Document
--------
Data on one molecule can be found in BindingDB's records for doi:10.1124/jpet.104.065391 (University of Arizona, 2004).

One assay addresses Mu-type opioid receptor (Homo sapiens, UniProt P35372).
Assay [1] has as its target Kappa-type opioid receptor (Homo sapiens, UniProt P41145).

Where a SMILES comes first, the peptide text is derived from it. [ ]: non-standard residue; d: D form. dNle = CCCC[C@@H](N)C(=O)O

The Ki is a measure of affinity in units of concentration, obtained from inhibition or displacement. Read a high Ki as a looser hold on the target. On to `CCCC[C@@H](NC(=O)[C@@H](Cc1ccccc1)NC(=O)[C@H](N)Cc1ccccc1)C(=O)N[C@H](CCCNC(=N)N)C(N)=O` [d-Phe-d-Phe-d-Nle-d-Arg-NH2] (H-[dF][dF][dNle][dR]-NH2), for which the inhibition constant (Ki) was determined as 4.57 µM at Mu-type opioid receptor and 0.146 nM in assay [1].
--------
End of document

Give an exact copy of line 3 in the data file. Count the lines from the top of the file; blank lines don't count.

Assay [1] has as its target Kappa-type opioid receptor (Homo sapiens, UniProt P41145).